It used to be that concerts were dangerous.
Believe it or not, we read those articles where the cops were called to Black Flag shows. It wasn’t punk on punk fights, either. It was those hired to “serve and protect” the audience of a Black Flag show doing most of the violence.
With full impunity from the law.
And then there was side four of Everything Went Black, where we heard the completely amateurish radio spots including ones that poked sticks at the cops, teasing them with ads that noted their thuggish “protection” while giving the coordinates for the next Flag show.
“Let’s go down and beat up some of them damn punk rockers!”
There are a number of reasons why I didn’t go see Black Flag when they played Cedar Falls, Iowa in what would end up being their final tour. One of the reasons is that all of this notoriety got me scared of the possibilities.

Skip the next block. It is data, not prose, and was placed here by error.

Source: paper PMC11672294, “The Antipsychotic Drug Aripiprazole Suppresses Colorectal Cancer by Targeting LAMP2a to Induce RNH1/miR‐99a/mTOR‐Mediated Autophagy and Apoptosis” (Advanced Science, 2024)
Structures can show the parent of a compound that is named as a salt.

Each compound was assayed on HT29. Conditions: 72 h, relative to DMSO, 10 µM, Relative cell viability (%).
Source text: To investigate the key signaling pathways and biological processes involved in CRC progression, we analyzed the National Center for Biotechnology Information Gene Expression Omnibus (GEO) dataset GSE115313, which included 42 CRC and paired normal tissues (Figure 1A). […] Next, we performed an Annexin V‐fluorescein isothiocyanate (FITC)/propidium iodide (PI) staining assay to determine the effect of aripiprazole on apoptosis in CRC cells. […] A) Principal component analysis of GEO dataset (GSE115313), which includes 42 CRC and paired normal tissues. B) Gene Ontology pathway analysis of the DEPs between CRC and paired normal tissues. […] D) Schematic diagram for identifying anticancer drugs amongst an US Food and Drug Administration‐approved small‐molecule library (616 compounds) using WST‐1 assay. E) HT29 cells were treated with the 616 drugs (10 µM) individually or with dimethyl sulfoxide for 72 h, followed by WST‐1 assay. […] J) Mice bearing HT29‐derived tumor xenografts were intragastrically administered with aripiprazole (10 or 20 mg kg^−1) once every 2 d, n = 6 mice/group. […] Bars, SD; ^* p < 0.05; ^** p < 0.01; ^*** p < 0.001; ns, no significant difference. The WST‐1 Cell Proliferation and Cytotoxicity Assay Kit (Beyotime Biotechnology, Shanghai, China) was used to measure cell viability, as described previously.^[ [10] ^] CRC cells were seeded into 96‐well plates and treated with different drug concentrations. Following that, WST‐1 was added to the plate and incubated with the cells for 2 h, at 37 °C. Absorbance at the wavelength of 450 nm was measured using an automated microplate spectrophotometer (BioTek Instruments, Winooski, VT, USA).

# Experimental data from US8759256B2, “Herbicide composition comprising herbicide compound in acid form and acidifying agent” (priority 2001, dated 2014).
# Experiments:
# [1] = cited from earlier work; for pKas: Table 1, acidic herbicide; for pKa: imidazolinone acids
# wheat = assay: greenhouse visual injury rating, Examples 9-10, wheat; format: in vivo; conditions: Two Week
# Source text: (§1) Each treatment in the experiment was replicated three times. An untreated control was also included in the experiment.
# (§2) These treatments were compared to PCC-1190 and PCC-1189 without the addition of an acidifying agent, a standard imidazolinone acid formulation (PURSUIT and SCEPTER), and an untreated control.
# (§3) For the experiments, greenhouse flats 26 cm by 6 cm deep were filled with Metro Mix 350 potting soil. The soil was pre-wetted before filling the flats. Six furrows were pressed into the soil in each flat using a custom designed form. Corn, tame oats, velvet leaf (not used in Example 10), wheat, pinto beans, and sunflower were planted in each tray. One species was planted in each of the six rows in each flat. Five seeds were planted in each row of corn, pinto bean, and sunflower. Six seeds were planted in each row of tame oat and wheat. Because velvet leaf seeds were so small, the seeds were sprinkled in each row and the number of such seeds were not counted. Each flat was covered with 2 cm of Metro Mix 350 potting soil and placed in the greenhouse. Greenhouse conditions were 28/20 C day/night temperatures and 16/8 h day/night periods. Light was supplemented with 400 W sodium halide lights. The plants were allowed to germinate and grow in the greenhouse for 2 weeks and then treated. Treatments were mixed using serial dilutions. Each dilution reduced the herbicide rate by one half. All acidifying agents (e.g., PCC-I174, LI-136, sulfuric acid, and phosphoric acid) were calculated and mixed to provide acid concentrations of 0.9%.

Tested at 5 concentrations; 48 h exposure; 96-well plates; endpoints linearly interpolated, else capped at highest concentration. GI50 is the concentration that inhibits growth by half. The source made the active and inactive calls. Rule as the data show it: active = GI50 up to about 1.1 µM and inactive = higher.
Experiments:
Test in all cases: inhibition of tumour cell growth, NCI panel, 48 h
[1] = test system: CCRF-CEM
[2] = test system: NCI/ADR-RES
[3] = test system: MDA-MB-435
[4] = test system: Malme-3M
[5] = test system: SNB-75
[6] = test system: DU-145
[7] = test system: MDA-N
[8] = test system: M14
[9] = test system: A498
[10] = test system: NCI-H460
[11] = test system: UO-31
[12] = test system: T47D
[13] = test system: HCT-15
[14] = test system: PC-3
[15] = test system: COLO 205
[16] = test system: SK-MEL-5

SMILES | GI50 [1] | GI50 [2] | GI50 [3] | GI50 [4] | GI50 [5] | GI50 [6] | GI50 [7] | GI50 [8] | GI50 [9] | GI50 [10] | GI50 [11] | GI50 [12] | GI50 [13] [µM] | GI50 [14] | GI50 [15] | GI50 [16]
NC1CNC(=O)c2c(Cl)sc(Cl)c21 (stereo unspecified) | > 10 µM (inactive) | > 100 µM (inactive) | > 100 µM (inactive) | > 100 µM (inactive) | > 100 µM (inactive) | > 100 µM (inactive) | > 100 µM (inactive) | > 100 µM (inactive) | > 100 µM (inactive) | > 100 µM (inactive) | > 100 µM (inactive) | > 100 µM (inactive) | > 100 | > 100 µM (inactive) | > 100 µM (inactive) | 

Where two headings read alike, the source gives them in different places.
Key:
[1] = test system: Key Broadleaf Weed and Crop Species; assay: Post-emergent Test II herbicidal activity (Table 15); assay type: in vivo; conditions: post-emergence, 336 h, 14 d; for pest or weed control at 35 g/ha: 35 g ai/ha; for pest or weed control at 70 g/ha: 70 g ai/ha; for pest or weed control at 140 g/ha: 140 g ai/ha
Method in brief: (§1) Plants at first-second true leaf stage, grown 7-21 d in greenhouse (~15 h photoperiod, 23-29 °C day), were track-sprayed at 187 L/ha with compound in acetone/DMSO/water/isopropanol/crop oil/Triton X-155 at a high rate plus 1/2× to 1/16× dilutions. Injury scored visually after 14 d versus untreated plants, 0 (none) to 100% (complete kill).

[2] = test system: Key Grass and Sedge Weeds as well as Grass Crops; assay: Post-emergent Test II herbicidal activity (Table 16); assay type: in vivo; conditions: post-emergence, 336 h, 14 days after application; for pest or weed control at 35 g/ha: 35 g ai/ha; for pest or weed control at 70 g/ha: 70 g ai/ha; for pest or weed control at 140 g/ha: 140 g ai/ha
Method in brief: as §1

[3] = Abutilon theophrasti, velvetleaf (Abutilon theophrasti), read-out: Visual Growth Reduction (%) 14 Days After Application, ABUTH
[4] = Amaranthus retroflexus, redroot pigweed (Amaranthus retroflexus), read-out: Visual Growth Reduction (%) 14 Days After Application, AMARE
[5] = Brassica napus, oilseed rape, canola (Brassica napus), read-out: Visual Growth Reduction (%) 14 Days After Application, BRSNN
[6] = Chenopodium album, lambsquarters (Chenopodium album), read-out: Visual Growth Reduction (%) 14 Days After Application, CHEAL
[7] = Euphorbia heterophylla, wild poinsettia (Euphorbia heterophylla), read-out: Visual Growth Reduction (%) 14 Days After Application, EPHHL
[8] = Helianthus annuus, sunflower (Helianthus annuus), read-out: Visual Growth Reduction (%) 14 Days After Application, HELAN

Of course, when I moved to Cedar Falls, all of that sounded completely ridiculous. What I missed wasn’t a show filled with violence and cops. Firsthand accounts note that it was 1.) Very hot and sweaty and 2.) Very good.
I love hearing the antidotes of that show and I totally wished that I had made more of an effort in seeing it.
The video below is a perfect image to what I thought that show would be like.
Of course, Black Flag circa ’86 was nothing like that band.
They were road dogs, always on the road playing shows with complete disregard for how their audience perceived them. By then, they had moved beyond the punk straightjackets and found themselves in some weird jazz/metal world. It worked wonderfully live and not so much in the studio.
But I’ve got to confess that I totally dig Black Flag circa ’86 a whole lot better. The reason is because that band, this line-up, that album changed. My. Life.